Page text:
How to Grow Avocado at Home

If your love affair with this food has you wondering how to grow avocado at home, we’ve got you covered. We’ll walk you through it step by step.

Avocado Dajahof/Shutterstock

Avocados are one of those fruits people can’t seem to get enough of—no matter how expensive they are! They’re creamy, full of healthy fats and are delicious to eat alone, as a topping on a salad, smashed onto toast, in a smoothie and so much more! If your love affair with them has you wondering how to grow avocado at home, we’ve got you covered.

Step 1: The Toothpick Method

Creating a houseplant is one of the ways you can learn how to grow avocado at home. For this, you’ll begin with a washed avocado seed. Carefully place three toothpicks in the seed about halfway down.

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Suspend the avocado with the fat end down, ensuring half of the seed is submerged in water in a jar or glass. Be sure to replenish the water as it evaporates. Place your jar in a bright window. Over the course of a few days to several months, the seed will begin to sprout.

“When the stem is 6 to 7 inches long, cut it back to about 3 inches,” recommends The California Avocado Commission.

Step 2: The Potting Method

“When the roots are thick and the stem has leaves again, plant it in a rich humus soil in a 10-1/2-inch-diameter pot, leaving the seed half exposed,” says The California Avocado Commission. Be sure to put a little gravel or some pebbles in the bottom to ensure proper drainage, and keep the soil moist but not saturated.

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You will soon notice your plant has sprouted. As sets of leaves begin to develop and grow, consider pruning the top to create a bushier plant (which is great for ensuring you maintain a reasonable size for indoor enjoyment). Eventually, your plant will outgrow its pot, so be sure to move to a bigger pot when needed.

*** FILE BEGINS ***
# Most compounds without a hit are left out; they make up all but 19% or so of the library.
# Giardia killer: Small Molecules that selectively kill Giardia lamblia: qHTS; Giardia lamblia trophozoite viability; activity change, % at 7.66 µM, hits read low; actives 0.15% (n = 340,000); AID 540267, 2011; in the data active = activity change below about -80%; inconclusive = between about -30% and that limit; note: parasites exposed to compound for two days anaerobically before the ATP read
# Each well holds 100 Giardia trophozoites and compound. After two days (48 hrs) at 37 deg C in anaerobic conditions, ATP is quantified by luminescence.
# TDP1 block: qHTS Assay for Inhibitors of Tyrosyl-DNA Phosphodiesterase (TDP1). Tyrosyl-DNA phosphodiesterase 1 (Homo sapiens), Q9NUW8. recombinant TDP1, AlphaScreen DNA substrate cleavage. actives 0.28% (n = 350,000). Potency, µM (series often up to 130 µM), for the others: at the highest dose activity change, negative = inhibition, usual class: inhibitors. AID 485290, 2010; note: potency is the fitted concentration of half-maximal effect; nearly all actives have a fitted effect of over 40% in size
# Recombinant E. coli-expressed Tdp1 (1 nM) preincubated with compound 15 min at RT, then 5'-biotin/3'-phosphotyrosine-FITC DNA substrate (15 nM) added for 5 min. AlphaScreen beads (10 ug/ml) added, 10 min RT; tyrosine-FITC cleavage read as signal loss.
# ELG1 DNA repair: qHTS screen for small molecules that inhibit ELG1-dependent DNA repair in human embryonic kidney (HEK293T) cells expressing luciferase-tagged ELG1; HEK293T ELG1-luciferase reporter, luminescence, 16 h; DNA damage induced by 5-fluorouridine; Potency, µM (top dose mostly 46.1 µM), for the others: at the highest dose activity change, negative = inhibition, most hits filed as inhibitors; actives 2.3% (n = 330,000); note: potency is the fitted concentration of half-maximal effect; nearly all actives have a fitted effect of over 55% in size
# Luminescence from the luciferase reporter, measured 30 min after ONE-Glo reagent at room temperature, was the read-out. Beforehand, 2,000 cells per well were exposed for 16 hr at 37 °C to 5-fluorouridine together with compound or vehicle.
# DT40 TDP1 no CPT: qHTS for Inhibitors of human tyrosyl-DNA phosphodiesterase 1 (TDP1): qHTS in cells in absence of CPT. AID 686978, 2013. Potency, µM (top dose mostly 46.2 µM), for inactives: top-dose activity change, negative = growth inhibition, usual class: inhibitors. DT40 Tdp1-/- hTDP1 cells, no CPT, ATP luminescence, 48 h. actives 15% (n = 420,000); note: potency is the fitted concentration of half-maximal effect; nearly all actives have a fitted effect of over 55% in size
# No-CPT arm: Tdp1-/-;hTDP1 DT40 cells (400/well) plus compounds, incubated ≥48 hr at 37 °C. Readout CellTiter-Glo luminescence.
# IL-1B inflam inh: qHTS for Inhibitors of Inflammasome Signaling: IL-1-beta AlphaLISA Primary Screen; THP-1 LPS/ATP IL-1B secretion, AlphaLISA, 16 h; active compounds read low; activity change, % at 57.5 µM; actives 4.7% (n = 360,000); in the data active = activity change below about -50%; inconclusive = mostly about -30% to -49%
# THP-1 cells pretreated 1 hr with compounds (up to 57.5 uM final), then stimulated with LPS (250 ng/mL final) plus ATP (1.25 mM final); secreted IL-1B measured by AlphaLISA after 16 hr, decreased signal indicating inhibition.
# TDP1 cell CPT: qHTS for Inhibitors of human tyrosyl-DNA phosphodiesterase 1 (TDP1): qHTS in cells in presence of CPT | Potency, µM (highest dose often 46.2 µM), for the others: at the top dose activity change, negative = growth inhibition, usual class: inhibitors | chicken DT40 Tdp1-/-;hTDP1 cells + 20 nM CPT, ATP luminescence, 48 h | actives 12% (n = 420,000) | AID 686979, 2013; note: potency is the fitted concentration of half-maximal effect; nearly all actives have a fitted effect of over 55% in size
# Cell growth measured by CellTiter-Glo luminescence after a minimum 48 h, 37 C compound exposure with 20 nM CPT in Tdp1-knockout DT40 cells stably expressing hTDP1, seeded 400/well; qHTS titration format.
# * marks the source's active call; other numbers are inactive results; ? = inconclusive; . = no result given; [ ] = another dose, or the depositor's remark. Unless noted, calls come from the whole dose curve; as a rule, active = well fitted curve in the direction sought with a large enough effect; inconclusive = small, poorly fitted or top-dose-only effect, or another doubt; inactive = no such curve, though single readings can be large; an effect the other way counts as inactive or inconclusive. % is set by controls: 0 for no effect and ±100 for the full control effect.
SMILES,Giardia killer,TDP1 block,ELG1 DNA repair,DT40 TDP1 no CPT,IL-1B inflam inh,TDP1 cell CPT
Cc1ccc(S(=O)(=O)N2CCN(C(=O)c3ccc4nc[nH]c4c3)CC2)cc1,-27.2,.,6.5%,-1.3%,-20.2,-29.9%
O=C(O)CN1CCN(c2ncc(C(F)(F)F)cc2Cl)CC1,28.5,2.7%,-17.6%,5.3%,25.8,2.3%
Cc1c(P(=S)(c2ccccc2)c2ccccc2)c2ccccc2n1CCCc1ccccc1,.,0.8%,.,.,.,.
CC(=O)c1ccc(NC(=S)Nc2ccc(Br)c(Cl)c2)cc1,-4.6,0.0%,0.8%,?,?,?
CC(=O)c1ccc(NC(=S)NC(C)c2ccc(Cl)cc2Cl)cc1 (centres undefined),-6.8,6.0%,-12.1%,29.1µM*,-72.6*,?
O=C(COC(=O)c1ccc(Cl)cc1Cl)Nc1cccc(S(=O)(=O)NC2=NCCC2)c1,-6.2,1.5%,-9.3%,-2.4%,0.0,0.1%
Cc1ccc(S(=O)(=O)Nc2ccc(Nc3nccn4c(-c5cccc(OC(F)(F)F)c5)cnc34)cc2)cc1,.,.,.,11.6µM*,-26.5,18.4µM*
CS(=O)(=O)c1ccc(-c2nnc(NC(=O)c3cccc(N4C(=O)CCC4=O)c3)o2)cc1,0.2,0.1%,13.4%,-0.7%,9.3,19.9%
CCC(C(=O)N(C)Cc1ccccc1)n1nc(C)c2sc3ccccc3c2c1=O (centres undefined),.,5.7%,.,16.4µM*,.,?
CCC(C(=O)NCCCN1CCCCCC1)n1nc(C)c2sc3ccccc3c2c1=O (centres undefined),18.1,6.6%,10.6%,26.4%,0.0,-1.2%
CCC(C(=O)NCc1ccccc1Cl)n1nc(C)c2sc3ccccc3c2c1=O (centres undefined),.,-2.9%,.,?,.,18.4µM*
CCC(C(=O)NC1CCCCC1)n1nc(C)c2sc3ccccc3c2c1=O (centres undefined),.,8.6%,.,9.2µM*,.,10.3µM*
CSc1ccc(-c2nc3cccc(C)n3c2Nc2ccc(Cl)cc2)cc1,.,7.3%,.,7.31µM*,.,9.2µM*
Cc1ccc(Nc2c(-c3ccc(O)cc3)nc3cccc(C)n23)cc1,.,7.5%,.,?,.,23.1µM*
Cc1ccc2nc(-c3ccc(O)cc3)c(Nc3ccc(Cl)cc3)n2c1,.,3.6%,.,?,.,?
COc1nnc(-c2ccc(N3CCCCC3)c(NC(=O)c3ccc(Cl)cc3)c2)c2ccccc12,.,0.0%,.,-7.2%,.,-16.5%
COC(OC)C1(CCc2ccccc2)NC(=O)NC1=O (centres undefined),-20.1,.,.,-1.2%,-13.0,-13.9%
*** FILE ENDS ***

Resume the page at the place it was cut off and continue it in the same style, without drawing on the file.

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Step 3: The Tree Planting Method

If you choose to plant your avocado tree in the ground, instead of keeping it as an indoor plant, you’ll want to dig a hole as deep as the current root ball and a little wider than the width. “The avocado is a shallow-rooted tree with most of its feeder roots in the top 6 inches of soil, so give it good aeration,” says The California Avocado Commission.

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Because its root system is fragile, you should be very careful not to disturb it when transferring it. “If the tree is root-bound, however, loosen up the soil around the edges and clip the roots that are going in circles,” says The California Avocado Commission. Next, check the pH of your soil, since avocado trees prefer a pH of 6 to 6.5. You’ll want to make a mound 1 to 2 feet high and 3 to 5 feet around if you have heavy clay soil. This will ensure proper drainage.

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As with how to grow avocado indoors, watering outdoors is similar. Soak the soil well and allow it to dry out moderately before watering again. “Trees typically need to be watered two to three times a week. As the roots reach out into the bulk soil, more water can be applied and the frequency of watering can diminish to about once a week after a year,” says The California Avocado Commission.

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Alexa Erickson
Alexa is an experienced lifestyle and news writer, currently working with Reader's Digest, Shape Magazine and various other publications. She loves writing about her travels, health, wellness, home decor, food and drink, fashion, beauty and scientific news. Follow her traveling adventures on Instagram: @living_by_lex, send her a message: [email protected] and check out her website: livingbylex.com